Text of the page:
Definition of band in:

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Word of the day hubris
Pronunciation: ˈ(h)yo͞obris
noun
excessive pride or self-confidence

There are 2 definitions of band in English:

band2

Line breaks: band
Pronunciation: /band
 
/

noun

1A group of people who have a common interest or purpose or who share a common feature: a band of eminent British researchers
More example sentences
  • The band was divided into ten small groups, each covering a certain area of the city.
  • The whole of the Sikh army had been divided into bands, which were headed by a leader who was known as Jathedar.
  • The band was finally forced to surrender only 30 miles short of reaching safety in Canada.
Synonyms
group, gang, mob, pack, troop, troupe, company, party, bevy, crew, body, working party, posse; team, side, selection, line-up, array; gathering, crowd, horde, throng, assembly, assemblage; association, society, club, circle, fellowship, partnership, guild, lodge, order, fraternity, confraternity, brotherhood, sisterhood, sorority, union, alliance, affiliation, institution, league, federation, clique, set, coterie; squad, corps, cadre, contingent, detachment, unit, detail, patrol, army, cohort
informal bunch, gaggle
rare sodality
1.1 Anthropology A subgroup of a tribe: Philip was born a Shushwap Indian, part of the Little Shushwap band
More example sentences
  • Social mechanisms like marriage and exogamy ensured that individual bands, tribes, or clans operated within systems that extended over vast distances.
  • Tribes are larger than bands, numbering up to a few thousand people, and they tend to be settled farmers, though some are pastoralists with a mobile economy.
  • Some live in thriving communities, while others are just small tribes or bands.
2A small group of musicians and vocalists who play pop, jazz, or rock music: the band’s last two albums a local band
More example sentences
  • Meanwhile, the band are touring Britain on a heavy promotional tour.
  • Over the course of the last decade they have established themselves as one of the best live bands in the country.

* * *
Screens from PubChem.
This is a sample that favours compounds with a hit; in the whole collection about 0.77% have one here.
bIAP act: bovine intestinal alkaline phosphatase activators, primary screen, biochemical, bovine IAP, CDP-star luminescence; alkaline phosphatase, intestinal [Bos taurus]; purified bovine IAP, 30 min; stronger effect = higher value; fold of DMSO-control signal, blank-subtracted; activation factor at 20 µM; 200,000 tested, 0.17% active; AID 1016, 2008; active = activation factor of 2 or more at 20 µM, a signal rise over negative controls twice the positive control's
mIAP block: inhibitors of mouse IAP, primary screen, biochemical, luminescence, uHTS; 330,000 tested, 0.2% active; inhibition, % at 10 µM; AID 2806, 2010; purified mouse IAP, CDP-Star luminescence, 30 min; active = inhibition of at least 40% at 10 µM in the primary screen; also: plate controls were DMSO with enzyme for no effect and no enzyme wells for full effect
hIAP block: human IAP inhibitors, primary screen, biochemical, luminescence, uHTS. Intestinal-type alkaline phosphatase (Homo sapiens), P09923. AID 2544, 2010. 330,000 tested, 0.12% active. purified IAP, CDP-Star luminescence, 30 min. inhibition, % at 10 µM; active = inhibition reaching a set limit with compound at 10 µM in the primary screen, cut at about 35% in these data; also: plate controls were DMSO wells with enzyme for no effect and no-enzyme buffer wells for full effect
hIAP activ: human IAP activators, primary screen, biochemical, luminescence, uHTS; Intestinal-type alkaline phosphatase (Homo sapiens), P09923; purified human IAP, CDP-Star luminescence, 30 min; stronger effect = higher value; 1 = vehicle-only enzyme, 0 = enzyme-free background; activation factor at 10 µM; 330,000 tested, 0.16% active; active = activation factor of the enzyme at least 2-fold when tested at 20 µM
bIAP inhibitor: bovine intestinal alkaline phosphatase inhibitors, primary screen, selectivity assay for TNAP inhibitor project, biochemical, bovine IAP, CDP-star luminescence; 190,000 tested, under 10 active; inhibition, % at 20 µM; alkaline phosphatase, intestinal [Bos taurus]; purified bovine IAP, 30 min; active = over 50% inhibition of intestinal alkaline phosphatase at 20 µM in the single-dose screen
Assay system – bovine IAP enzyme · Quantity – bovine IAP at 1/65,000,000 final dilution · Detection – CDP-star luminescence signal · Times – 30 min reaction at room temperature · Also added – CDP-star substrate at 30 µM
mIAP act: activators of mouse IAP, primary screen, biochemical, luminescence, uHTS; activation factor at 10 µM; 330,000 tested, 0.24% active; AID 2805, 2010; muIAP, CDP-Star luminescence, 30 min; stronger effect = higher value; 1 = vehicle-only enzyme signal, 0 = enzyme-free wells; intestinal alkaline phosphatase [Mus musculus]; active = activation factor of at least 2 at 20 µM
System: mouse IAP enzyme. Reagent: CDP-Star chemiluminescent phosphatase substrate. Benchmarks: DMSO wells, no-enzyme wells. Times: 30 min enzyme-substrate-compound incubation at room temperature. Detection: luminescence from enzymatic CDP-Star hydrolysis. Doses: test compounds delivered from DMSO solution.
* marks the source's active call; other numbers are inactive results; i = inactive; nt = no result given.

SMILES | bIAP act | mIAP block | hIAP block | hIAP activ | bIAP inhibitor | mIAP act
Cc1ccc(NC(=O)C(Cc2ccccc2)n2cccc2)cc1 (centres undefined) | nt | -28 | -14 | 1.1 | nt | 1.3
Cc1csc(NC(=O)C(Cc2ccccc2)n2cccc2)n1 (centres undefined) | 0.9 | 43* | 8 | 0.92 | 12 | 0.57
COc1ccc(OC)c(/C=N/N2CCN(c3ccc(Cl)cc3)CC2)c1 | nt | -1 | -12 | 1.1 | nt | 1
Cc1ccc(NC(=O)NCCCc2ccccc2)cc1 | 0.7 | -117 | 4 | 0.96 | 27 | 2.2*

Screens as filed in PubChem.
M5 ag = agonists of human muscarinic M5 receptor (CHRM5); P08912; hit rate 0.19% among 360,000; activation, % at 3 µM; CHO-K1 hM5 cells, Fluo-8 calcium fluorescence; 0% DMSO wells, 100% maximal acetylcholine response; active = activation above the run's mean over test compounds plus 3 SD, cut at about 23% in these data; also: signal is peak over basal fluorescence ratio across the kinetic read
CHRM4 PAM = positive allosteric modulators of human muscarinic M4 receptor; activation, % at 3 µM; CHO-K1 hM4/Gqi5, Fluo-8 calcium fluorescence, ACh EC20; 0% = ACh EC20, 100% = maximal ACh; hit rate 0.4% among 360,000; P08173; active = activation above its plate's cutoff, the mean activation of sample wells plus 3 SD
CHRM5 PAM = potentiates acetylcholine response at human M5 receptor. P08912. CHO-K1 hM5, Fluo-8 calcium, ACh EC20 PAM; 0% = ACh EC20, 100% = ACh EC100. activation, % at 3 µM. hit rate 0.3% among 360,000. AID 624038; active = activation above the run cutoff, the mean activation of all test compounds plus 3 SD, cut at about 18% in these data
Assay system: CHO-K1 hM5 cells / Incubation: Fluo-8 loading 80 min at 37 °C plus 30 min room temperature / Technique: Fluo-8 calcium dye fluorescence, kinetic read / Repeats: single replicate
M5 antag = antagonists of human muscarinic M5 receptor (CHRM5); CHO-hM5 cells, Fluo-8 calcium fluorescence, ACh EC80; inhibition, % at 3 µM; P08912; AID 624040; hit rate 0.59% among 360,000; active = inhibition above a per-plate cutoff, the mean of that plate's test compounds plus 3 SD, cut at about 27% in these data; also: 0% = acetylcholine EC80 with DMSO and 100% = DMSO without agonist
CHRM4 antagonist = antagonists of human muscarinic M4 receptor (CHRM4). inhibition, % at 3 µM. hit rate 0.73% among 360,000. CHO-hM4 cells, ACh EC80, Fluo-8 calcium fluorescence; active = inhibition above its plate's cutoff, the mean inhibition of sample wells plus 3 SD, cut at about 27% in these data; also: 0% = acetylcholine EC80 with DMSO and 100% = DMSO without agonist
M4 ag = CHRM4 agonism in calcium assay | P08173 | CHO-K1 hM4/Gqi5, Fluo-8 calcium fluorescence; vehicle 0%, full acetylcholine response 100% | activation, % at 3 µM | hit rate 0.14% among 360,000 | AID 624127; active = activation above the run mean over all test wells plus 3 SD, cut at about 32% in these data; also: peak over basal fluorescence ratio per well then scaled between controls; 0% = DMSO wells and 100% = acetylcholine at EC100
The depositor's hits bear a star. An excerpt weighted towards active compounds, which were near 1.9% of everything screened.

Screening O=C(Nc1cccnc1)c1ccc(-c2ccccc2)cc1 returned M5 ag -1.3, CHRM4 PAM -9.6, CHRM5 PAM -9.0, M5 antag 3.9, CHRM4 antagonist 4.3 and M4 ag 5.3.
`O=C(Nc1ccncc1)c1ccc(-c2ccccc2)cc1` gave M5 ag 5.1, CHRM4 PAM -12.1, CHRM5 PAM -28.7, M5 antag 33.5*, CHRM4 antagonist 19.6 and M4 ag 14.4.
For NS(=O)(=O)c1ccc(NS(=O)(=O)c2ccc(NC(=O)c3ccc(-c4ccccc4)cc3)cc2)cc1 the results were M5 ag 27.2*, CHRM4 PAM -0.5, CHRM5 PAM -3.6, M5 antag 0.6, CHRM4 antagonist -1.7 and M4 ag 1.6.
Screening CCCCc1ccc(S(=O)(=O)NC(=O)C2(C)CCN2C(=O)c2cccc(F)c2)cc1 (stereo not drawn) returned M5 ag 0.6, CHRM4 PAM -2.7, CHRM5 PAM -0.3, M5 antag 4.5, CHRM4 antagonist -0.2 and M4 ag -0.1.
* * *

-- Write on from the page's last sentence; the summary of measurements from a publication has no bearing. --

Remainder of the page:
• In a photo from 1955, she is seen onstage around the time she made her first recordings with a local band.
2.1A group of musicians who play brass, wind, or percussion instruments: a military band
More example sentences
  • Whether they are Pipes & Drums or Brass & Reed bands, the musicians are there to support this grand event.
  • They have already lost the two leading musical instruments in the band.
  • Sibelius Instruments is a unique, interactive encyclopedia of instruments, bands, orchestras and ensembles.
3North American A herd or flock: moving bands of caribou
More example sentences
  • Through binoculars we saw great bands of caribou in the foothills to the south and east.
  • The herds and bands of elephants, horses, dancing girls and musicians, and scenes from the Ramayana come alive on the outer walls of the temple.
  • Relieved of the need to avoid predators, little bands of animals have not another single thing in their heads.

verb

[no object] Back to top  
(Of people or organizations) form a group to achieve a mutual objective: local people banded together to fight the company
More example sentences
  • A number of state and federal organizations have also banded together to host National Estuaries Day, meant to promote the importance of estuaries and the need to protect them.
  • A group of leading organizations have banded together to address the problem of minority underrepresentation in business and management education.
  • Charity organizations have banded together to introduce creative campaigns which improve the living standards of the poor in Thai society.
Synonyms
join (up), team up, join forces, pool resources, club together, get together, come together; collaborate, cooperate, work together, pull together; amalgamate, unite, form an alliance, form an association, combine, merge, affiliate, federate

Origin

late Middle English: from Old French bande, of Germanic origin; related to banner.

Definition of band in: